An article titled "Hulk Hogan lawyer tells SN: Gawker sex tape a 'massive' invasion of wrestler's privacy" has this:
Hogan's $100 million lawsuit against Gawker for posting a private video of him having sex with a friend's wife heads to trial at a Florida state court March 7. If Hogan (aka Terry Bollea) wins, Gawker could be ruined financially — or forced to sell.
Now fallen on hard times after his WWE glory days, Hogan is looking forward to his day in court with Florida jurors who might take a jaundiced eye toward a New York media outlet that traffics in gossip and rumors.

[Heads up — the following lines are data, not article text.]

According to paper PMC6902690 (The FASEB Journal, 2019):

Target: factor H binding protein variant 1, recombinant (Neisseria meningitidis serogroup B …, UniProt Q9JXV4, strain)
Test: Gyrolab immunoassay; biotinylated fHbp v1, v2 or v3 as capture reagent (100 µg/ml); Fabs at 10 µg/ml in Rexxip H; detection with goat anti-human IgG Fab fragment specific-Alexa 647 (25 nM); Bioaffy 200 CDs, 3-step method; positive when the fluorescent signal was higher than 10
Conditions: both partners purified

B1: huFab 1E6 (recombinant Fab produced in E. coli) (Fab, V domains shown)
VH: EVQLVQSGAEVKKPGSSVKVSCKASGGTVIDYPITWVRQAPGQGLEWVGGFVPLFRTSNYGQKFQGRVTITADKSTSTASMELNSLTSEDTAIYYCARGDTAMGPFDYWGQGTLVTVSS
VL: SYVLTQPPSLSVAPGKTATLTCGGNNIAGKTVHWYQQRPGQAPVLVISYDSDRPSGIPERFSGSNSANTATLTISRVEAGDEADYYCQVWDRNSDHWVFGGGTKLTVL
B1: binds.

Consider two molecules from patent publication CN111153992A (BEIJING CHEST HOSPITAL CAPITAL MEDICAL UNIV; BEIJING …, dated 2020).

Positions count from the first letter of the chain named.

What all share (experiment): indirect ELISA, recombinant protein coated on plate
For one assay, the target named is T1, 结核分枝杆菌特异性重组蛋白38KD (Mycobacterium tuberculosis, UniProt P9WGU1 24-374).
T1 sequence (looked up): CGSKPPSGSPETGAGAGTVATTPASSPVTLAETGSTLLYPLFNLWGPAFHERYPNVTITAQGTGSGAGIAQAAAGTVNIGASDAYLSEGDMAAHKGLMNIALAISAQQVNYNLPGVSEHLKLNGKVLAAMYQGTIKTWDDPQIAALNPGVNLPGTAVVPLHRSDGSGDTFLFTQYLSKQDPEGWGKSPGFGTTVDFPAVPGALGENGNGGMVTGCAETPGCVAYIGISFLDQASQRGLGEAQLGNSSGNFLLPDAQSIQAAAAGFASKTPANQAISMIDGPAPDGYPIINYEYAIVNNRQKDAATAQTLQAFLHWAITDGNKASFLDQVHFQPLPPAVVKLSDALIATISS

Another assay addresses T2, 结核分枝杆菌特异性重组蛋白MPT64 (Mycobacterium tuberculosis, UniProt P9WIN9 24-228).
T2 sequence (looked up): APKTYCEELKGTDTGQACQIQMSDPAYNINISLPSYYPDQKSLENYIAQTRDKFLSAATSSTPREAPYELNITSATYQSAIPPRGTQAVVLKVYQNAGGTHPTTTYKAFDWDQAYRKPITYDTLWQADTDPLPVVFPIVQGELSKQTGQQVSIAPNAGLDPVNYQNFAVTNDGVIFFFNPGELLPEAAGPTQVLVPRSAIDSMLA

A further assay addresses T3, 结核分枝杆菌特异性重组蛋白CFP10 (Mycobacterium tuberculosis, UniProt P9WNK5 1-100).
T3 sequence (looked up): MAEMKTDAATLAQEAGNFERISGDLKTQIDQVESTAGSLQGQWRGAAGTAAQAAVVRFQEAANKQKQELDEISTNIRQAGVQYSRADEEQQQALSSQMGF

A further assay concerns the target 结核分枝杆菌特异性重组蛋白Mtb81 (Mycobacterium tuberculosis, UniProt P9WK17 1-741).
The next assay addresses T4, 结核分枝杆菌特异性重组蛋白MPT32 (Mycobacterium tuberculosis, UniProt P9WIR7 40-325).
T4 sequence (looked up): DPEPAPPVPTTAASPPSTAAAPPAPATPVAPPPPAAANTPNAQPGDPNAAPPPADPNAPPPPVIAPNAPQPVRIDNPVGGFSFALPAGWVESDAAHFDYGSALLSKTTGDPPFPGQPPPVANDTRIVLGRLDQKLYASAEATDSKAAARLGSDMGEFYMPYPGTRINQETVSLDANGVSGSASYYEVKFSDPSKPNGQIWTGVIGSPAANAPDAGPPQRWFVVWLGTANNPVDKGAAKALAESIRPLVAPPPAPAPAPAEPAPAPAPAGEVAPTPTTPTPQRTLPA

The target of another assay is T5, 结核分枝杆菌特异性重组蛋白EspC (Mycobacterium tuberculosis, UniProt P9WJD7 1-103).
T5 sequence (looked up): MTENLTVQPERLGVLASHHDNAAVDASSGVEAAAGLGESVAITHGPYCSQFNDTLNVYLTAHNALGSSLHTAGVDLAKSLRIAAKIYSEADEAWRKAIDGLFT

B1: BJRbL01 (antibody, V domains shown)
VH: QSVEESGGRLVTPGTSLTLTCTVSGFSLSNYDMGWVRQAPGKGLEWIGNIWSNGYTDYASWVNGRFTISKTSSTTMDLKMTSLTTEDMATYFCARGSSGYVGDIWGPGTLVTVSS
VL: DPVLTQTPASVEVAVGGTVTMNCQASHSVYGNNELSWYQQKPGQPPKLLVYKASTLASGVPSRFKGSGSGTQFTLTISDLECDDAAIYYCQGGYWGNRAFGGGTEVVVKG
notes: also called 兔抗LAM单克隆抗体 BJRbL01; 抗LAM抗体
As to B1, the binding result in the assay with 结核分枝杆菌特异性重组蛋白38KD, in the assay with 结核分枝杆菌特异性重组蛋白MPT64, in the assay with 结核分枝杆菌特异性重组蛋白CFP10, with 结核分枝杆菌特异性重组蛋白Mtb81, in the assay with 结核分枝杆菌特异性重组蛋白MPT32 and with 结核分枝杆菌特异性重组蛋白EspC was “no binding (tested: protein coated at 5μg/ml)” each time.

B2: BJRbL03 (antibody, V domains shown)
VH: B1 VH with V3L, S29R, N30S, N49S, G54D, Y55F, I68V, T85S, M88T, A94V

In the last sentence, the past participle "fallen" is a perfect use, and I think you can start the sentence with "having" as follows:
Having now fallen on hard times after his WWE glory days, Hogan is looking forward to...
Am I right?
Is this dropping of "having" commonplace? Can such a dropping be done to other verbs than "fall"?
If it can, I'd like to have some examples of a perfect use of a past participle (other than "fall") without the auxiliary verb "have".